Six year olds in orange shirts accidentally kick more goals than six year olds in Blue shirts.
Washington: This morning at the Carter-Barron playing fields in Northwest Washington DC, a group of six-year-olds in orange jerseys scored five more goals than an otherwise-similar group of six-year-olds wearing blue. Authorities on the scene are as yet unable to determine the cause of this goal disparity.
“As far as I could tell, most of the kids needed their parents to tie their cleat laces for them,” said DC police officer Clifford Fenton. “I can’t think of any possible circumstance in which you could differentiate them athletically,” he added.
Parent witnesses offered their own insights into the event: “We’re just so proud of Eva’s offense today. She had four fast breaks. None of the “boys” could even touch her,” said orange team parent Jonathan Richards. “Not that it matters. They all had fun and that other school’s players were good too, in spite of their douchy parents” he added. There were, however, conflicting accounts. “You know, we’re here to have fun. I think it’s sad that those orange kids’ parents put so much focus on their team’s goals, and winning. That sends a terrible message.” Said blue team parent Susan Mitchell. “Aidan scored two of the three goals for our team,” she continued.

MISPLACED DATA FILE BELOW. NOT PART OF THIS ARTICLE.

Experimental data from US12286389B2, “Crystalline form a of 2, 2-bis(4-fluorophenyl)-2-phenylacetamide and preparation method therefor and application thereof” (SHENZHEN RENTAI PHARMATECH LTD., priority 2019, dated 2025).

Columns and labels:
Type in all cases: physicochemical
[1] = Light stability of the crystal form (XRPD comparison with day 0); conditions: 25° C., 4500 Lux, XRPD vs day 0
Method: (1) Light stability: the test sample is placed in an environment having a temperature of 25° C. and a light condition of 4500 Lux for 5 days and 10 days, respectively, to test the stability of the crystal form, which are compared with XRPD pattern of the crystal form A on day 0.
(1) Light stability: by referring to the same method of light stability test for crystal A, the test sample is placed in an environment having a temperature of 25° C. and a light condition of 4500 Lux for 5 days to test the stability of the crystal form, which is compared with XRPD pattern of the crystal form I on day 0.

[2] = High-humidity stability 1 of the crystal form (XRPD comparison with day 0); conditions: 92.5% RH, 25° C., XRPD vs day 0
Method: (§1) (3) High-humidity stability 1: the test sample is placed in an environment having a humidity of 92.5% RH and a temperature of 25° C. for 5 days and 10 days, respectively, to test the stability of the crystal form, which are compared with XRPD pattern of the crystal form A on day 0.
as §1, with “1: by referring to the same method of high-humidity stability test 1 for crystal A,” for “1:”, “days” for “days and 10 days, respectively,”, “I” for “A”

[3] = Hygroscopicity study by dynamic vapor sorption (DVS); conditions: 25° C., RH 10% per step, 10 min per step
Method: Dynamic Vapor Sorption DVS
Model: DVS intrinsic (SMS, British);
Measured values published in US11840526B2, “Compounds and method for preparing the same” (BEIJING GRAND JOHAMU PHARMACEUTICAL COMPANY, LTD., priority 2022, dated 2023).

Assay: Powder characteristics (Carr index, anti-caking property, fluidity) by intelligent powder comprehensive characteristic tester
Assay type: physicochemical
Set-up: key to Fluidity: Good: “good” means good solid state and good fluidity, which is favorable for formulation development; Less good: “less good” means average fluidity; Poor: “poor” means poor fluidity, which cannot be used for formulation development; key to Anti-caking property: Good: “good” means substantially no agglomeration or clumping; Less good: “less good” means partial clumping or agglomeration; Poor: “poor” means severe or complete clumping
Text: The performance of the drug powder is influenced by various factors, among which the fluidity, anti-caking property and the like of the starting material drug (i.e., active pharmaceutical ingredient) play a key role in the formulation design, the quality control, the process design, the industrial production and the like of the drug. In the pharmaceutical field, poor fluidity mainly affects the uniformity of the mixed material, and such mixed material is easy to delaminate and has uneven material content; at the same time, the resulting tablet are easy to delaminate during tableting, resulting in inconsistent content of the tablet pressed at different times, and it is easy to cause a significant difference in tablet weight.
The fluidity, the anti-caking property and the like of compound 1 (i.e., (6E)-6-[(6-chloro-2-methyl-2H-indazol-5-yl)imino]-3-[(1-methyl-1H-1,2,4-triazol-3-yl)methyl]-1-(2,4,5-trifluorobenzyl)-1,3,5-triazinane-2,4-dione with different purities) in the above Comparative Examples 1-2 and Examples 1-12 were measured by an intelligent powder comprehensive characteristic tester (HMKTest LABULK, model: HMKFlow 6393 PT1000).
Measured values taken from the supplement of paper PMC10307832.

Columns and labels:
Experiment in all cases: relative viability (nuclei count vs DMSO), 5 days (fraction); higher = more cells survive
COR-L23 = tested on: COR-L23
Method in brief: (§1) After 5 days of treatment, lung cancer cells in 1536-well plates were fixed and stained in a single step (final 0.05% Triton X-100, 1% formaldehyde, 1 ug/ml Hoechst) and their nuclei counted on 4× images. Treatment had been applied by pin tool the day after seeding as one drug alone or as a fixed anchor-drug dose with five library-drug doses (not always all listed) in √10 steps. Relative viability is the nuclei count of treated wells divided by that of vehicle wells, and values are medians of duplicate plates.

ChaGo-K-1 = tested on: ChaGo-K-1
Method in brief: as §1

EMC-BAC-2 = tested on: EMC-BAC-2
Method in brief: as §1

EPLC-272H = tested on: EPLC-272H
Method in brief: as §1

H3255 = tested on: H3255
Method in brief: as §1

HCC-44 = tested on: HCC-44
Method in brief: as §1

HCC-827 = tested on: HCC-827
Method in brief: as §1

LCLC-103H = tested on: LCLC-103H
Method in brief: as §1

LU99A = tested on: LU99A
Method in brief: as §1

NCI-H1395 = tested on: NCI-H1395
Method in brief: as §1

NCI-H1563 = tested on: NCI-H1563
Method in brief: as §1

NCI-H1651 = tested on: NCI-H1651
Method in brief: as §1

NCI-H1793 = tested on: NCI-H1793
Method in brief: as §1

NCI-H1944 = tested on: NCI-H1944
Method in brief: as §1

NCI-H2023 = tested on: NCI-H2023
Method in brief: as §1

Such incidents are becoming much more common in Washington, DC in recent years, including an explosion of activity since this year’s World Cup soccer match—during which most liberal denizens of Washington, DC also briefly cared about Ghana. Every Saturday, parents flock to these fields accompanied by their color-coded children. Experts have suggested that changing climate patterns may have caused this flocking behavior, which begins with slow milling about, escalates toward juvenile displays of marginal athleticism, and culminates in the flock dispersing to several McDonald’s restaurants across DC’s northwest quadrant.
DC Department of Health Director Dr. Pierre Vigilance reassured local residents that this ritual poses no public health risks. “While existentially puzzling, youth soccer appears to inflict no lasting damage on our city’s children,” he said. “We have witnessed an unusually high rate of narcissistic disorder among the parents, but we’re pretty sure that they were like that when they showed up,” he added.